- Integrity institutions are designed to strengthen the fabric of democracy in Liberia. But they require adequate funding and government support to fulfill their legal mandate. Instead, we are told repeatedly that Liberia’s integrity institutions suffer from inadequate budgets, cash flow interruptions and lack of government support that in many cases prevents them from meeting their mandate. Some of them even tell us that they are under political pressure to NOT fulfill their mandate. Many Liberians insist that integrity institutions do not prosecute politically connected defendants.
- Empowered local government is essential for addressing citizen needs and ensuring accountability for adequate public service delivery. Yet, despite the passage of the Local Government Act in 2018, why are county governments still not receiving timely and adequate funding from the central government?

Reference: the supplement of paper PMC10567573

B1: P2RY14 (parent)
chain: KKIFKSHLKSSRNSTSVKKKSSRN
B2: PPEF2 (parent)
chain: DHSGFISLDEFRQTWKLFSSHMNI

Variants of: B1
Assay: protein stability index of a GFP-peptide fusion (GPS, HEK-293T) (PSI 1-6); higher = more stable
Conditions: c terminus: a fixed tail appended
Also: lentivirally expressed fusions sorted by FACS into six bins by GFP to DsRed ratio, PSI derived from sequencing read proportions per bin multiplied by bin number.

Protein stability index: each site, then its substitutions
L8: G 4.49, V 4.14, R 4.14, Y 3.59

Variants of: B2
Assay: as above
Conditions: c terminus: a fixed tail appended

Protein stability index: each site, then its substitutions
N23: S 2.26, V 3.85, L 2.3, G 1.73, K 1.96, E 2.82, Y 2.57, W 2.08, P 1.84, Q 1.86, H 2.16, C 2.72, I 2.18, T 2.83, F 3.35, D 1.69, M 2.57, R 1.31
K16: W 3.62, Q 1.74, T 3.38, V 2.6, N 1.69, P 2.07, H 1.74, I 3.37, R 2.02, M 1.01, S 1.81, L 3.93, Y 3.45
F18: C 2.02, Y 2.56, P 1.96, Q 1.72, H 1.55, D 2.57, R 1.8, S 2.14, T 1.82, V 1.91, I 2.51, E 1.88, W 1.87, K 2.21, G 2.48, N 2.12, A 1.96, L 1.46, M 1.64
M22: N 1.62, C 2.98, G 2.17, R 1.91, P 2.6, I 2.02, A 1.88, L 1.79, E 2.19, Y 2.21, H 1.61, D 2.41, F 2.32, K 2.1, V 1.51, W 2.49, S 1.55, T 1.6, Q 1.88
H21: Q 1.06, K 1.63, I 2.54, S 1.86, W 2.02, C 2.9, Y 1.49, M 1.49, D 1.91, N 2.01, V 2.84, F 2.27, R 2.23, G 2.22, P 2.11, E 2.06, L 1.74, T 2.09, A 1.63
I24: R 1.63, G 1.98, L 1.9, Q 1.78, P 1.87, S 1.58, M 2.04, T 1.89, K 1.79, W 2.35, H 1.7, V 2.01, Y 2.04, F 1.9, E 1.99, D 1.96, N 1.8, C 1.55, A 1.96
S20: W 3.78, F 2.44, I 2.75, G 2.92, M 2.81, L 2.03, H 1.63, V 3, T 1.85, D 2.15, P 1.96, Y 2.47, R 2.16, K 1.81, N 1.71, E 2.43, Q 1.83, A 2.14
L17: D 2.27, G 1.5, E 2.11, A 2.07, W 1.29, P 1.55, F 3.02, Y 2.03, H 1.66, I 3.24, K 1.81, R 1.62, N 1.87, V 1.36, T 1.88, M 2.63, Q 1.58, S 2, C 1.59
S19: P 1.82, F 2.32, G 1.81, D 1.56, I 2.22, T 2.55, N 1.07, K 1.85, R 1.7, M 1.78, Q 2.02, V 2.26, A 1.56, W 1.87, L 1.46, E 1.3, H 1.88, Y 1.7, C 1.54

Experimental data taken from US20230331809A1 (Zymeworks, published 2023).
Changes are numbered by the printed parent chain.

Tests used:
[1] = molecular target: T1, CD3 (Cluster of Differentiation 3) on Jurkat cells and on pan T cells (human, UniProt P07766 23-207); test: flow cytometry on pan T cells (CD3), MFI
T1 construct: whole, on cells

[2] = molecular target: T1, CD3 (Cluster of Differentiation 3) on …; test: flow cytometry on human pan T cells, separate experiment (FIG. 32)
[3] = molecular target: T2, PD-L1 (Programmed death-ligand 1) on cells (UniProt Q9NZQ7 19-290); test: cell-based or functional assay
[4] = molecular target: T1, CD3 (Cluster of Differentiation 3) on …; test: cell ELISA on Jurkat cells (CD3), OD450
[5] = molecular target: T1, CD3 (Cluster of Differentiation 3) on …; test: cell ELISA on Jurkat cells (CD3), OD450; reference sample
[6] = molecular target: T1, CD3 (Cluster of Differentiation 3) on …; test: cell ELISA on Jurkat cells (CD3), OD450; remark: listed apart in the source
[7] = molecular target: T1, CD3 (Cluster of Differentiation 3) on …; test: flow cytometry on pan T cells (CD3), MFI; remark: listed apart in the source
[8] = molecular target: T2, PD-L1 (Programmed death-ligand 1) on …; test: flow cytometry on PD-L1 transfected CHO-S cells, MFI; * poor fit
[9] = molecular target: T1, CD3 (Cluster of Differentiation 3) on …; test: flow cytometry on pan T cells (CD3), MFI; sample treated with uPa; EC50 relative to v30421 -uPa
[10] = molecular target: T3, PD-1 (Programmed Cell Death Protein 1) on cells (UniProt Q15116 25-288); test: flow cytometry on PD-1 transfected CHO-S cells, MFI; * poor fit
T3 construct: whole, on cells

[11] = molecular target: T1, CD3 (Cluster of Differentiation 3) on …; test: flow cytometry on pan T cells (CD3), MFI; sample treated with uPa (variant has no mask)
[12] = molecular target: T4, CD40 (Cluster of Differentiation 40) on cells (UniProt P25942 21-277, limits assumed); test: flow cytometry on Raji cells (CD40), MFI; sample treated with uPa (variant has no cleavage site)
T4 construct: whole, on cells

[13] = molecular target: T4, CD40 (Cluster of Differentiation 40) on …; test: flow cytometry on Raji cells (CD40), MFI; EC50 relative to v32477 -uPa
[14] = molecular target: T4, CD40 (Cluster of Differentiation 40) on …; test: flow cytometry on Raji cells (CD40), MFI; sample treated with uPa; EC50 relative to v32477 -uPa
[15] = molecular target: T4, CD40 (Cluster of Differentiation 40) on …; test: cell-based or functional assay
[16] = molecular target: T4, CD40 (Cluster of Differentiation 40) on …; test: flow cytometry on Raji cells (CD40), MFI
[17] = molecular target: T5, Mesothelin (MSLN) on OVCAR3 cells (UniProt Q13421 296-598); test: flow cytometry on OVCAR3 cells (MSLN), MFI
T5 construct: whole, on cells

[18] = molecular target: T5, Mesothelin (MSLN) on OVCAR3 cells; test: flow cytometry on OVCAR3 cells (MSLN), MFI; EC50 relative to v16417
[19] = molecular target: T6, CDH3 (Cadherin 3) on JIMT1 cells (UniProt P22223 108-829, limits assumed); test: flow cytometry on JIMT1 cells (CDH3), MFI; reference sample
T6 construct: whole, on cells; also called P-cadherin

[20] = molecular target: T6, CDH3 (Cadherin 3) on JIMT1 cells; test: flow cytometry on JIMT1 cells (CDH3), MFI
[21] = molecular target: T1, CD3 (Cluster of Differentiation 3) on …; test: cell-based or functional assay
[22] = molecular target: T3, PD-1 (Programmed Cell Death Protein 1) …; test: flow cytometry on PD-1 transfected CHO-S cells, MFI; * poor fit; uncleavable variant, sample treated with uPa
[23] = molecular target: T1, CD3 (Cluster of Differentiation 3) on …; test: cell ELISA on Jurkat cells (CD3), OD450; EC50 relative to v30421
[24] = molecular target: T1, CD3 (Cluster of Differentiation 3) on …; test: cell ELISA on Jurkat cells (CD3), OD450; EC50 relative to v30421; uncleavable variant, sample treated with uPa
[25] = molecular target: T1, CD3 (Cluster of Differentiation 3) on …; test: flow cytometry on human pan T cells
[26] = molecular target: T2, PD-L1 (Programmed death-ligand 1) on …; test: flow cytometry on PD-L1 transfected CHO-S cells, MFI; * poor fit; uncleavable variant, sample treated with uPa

- The Liberia National Police are severely understaffed and under-funded. Although police corruption may well exist, we have also heard of police officers asking victims or their families for gas money, not because they wish to enrich themselves but because their own government fails to provide the basic operational funding needed to fill a tank of gas to respond to emergencies. Although the Liberian government has announced plans to recruit 1,000 officers, the LNP has not yet received funds to start this desperately needed process. Each day’s delay maintains the status quo of insecurity in Liberia—and raises concerns that in the end, the recruitment process will be rushed and politically influenced, rather than a transparent process designed to train those who truly desire to serve and protect Liberia’s citizens.